You, with your fresh thoughts, can you teach us to close our in-boxes and march with you? To get off the treadmill of endless work and consumption, to slow down and keep pace with you? To stand firm in the face of violent assaults and propaganda and a global financial monster bent on strangling us?

Yes, let's do this thing together. Let's link arms with every generation to oppose the demonic force of unfettered capitalism, a system of such appalling evil that it must deny basic human values in order to justify itself. Let's get the Baby Boomers who remember how to organize. And let's call in the children of the Depression who know how to fight labor battles. Let's talk to the college students who are trembling right now to inherit a world that has been so desperately screwed up. Let's bring in the trade unions and the churches and the community groups and the university professors and even the Silicon Valley guys who think that a high-speed connection beats a human connection.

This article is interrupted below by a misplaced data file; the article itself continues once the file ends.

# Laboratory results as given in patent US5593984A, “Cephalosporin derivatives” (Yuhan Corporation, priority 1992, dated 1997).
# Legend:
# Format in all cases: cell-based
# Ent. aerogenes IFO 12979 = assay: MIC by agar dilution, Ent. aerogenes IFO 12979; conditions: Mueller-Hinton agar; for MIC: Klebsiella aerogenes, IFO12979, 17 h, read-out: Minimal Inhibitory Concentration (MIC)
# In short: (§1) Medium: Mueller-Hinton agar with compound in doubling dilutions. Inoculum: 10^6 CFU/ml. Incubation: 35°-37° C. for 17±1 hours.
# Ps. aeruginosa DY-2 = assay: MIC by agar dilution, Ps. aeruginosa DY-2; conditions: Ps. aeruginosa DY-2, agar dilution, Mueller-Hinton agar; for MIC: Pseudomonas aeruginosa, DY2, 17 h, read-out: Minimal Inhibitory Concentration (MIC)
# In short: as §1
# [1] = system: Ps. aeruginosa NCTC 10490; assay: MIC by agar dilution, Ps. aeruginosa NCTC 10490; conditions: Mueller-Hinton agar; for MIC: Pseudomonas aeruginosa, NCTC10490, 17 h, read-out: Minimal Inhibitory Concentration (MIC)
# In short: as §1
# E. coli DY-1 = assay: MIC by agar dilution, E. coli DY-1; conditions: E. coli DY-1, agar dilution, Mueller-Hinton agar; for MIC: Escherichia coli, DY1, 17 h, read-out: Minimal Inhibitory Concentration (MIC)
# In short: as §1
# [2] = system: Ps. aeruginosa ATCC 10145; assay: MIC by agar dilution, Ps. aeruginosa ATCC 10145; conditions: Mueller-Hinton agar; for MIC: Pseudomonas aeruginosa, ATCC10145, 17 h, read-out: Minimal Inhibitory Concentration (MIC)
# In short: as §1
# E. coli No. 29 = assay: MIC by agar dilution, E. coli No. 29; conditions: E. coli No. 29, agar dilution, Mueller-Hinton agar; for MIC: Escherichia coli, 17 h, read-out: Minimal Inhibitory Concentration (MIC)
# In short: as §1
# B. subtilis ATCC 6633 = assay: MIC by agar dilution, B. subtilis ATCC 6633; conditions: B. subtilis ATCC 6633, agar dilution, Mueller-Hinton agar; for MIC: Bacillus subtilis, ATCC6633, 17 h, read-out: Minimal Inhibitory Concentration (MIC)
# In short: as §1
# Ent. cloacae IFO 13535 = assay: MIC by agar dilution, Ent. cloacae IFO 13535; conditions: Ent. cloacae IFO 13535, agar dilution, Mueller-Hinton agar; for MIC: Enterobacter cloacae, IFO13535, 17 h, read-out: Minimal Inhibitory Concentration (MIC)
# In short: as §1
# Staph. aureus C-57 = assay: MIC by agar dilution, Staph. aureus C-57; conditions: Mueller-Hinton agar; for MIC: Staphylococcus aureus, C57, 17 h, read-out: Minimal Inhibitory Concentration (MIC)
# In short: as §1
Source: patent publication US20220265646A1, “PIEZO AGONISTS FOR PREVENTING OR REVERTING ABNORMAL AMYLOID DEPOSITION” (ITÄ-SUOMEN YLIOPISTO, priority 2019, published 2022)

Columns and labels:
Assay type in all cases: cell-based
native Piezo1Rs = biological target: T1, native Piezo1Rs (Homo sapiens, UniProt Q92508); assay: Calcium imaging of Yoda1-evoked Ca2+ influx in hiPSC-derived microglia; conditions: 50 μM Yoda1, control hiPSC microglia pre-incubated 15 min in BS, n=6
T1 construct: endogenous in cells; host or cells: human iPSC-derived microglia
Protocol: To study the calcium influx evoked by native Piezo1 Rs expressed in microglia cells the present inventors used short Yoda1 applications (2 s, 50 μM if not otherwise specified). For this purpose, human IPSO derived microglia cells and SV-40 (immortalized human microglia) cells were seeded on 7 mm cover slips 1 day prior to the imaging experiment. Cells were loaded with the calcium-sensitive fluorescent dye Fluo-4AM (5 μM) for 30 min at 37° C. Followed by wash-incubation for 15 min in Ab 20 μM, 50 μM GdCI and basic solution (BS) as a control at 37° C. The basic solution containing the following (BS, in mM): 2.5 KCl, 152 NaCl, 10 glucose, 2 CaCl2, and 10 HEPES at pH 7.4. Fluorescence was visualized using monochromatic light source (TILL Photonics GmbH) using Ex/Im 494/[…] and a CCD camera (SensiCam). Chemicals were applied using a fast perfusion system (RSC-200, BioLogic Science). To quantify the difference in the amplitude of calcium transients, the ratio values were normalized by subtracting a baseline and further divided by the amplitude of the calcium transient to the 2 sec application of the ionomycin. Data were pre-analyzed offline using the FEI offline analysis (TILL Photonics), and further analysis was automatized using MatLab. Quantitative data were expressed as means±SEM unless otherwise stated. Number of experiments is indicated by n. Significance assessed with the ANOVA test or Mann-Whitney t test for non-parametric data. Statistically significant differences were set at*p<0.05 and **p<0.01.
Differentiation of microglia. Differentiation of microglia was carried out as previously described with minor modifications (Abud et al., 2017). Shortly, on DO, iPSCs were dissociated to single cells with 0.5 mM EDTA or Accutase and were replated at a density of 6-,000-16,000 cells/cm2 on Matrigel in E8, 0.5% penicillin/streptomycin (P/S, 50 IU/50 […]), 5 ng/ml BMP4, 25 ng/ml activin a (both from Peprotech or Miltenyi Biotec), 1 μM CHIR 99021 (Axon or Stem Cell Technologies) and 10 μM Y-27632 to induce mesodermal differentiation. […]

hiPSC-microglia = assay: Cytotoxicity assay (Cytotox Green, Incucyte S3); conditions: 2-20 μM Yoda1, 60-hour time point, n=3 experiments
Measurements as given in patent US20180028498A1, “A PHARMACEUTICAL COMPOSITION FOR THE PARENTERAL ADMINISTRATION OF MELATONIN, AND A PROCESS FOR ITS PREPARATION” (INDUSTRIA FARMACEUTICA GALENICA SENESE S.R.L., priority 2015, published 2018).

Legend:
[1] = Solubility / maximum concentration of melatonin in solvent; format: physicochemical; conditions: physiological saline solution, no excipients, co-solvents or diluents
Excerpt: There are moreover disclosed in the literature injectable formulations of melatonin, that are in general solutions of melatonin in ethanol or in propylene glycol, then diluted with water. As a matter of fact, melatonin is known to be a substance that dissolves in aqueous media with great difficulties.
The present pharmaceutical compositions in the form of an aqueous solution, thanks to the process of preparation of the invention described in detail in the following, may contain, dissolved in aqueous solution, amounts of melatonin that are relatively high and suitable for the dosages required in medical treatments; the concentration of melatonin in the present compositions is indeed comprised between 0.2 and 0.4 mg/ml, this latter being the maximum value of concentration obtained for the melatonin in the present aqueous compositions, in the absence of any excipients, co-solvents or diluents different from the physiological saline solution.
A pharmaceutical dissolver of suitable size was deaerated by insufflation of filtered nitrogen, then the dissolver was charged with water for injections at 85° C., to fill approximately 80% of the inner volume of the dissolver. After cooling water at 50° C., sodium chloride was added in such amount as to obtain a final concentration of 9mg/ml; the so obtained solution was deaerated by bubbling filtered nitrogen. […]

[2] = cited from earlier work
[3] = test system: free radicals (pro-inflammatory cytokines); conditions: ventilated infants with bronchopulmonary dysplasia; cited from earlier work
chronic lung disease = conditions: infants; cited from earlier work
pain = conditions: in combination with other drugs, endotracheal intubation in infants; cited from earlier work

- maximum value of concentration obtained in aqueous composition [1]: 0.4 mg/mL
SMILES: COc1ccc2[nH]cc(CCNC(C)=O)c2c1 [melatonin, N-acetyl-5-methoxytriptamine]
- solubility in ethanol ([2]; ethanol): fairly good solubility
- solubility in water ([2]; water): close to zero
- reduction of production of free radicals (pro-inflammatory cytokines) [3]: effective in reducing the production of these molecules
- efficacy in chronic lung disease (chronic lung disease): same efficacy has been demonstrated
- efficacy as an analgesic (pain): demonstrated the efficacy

Let's grow this thing together, no matter what happens. Let's learn from one another and prove that the 99 percent will not be silenced. Maybe we can figure out how to divide the 1 percent. Or conjure strategies the established media won't expect. Or make sure the politicians choke on every lie they tell us. Or just continue to talk and think about what kind of society we actually want to live in.

Let's channel this elemental energy into something that lasts. For then Generation X will no longer be popcorn venders at the intermission of history.

We will be making it. With you.

 

Parramore is an AlterNet contributing editor. She is co-founder of Recessionwire, founding editor of New Deal 2.0, and author of 'Reading the Sphinx: Ancient Egypt in Nineteenth-Century Literary Culture.' Follow her on Twitter @LynnParramore.